Is Brazil not seeking to be a civil country? Wouldn’t the fact they have 1 gun for every 23 we have and that half are registered with the government show that they are a country seeking civility by rejecting arms?
Or does using more data make for a different story? A more complex story, perhaps, where virtuous signaling of virtues signaled toward American civility have to contextualize and deal with harsh and unforgiving realities, like that not everyone virtuously virtues as you do.
Some people hold other traits as virtuous, and that is fine. So perhaps rein in projecting yours and you won’t be so bothered with mine.
We deserve better. It begins by refusing to feed the emotional high of guns on the floor of the Legislature.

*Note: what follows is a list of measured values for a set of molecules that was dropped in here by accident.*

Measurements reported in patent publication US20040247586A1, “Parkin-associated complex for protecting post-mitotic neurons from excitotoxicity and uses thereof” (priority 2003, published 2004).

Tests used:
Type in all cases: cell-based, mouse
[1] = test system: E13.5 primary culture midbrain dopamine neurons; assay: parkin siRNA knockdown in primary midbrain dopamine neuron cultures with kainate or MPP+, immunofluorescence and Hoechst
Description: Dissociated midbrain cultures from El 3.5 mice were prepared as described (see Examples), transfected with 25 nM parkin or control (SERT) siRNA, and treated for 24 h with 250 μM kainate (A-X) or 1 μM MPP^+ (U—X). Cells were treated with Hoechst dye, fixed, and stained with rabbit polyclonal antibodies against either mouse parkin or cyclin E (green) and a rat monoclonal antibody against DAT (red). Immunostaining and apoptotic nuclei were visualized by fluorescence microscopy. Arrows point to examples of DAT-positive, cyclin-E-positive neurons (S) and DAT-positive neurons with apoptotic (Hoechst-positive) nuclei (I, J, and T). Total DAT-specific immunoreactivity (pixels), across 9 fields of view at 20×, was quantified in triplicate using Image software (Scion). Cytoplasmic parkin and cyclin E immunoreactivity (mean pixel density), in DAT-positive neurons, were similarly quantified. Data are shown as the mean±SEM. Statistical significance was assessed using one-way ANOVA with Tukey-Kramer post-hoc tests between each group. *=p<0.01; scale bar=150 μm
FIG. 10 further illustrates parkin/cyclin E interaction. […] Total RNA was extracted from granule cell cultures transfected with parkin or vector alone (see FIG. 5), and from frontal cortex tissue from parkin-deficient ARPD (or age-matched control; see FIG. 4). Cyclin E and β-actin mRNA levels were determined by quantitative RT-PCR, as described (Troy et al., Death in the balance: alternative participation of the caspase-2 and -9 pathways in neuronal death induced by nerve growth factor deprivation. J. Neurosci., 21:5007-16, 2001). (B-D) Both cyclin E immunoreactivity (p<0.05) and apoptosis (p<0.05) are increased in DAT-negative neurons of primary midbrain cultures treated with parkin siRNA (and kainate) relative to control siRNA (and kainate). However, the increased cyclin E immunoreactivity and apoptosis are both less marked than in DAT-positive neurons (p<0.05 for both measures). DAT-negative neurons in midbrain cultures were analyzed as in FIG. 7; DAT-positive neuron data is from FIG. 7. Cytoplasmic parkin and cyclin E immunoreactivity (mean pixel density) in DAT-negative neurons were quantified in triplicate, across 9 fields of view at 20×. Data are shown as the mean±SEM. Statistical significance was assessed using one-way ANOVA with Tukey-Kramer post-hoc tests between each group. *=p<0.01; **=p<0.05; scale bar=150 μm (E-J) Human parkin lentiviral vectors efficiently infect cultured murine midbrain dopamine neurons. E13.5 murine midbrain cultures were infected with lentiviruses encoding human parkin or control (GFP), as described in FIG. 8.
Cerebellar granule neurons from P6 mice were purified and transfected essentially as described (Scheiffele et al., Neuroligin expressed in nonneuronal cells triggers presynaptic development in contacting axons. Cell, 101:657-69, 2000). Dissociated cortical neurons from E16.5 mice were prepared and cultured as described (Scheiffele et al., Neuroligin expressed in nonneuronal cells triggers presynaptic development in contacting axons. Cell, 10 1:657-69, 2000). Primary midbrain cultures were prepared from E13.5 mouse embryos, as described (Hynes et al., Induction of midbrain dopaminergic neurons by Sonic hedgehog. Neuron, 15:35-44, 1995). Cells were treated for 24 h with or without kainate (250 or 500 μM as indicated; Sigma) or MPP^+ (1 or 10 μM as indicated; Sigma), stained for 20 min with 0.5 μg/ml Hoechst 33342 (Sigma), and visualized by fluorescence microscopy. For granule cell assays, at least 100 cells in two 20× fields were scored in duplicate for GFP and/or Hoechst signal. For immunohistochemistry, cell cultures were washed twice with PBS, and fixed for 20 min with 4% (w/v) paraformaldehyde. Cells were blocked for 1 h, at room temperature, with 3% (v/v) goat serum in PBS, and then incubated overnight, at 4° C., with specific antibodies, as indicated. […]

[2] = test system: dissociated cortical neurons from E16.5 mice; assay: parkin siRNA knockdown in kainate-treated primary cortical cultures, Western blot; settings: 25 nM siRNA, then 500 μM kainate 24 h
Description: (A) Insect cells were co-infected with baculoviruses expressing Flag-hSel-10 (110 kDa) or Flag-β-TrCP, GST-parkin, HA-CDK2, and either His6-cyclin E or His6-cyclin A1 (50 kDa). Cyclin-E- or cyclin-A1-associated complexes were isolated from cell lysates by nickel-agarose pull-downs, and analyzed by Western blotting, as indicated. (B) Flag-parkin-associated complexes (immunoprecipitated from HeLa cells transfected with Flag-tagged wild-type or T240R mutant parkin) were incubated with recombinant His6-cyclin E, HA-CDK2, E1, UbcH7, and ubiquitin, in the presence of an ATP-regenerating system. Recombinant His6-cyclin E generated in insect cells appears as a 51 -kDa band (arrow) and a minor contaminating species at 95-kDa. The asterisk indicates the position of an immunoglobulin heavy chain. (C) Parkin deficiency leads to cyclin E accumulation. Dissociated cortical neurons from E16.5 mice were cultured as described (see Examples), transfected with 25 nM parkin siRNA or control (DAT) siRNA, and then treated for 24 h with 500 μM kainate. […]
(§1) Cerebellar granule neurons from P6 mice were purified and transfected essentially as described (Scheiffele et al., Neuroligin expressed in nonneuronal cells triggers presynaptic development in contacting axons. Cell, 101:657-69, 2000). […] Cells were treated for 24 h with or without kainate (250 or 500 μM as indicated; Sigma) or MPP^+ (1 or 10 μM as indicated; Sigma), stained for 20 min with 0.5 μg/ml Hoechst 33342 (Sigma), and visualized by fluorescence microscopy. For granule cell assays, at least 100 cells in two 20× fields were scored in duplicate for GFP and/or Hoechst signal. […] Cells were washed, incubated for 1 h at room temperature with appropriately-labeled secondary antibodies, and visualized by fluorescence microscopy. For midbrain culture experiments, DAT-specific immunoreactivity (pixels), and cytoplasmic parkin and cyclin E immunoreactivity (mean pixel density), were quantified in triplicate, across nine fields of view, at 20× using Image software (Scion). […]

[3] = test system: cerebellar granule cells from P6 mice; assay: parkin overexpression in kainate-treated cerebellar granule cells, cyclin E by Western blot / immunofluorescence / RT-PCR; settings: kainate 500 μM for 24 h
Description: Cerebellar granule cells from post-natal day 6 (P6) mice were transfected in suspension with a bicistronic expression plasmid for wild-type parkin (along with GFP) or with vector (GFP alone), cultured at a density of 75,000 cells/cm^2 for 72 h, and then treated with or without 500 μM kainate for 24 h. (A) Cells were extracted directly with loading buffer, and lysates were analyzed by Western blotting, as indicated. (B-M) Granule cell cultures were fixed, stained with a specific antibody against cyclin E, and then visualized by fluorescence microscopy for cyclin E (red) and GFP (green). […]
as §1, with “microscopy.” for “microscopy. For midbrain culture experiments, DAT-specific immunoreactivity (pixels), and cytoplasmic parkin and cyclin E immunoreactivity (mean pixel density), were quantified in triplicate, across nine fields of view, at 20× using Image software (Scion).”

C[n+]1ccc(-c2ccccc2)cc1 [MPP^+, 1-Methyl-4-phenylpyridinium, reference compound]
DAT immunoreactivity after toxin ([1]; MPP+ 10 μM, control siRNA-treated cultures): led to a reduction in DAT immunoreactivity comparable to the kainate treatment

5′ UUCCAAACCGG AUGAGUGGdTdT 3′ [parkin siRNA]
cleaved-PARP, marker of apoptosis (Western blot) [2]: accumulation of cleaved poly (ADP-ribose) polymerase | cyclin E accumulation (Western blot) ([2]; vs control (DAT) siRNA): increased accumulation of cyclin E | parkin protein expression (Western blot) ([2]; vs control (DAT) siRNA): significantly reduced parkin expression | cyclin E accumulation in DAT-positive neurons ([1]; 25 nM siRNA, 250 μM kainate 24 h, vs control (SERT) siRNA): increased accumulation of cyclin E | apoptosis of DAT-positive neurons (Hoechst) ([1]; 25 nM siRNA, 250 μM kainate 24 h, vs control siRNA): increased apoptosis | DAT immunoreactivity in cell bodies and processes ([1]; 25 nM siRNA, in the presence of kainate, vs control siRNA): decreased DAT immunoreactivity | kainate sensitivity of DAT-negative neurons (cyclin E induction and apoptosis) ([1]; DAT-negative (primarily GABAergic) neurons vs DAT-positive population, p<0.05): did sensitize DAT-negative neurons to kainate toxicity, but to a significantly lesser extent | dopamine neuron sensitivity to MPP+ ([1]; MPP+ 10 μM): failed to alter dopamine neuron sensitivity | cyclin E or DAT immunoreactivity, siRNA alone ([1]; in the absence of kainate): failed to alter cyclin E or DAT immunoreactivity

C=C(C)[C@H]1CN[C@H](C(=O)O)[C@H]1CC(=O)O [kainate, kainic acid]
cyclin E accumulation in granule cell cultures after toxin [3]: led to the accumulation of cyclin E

I hope to soon read in the Monitor that the rule banning firearms and deadly weapons from the House floor and gallery has been reaffirmed. It will be a start on the long road to real freedom from violence and coercion.
You really don’t understand how the state enforces its authority… *sigh*
You have no freedom from violence.
You have no freedom from coercion.
Hell, you have no freedom from catching a cold.
You have in place a State, which is an agreed upon (within societal margins) mechanism for both violence and coercion.
You have the freedom to respond to violence and coercion, not the freedom from. Either through the mechanism of the State, laws, lawsuits, criminal proceedings, and so forth, or through your right to defend yourself and/or your community from great and immediate harm through force.
But that’s just like.. my opinion, man.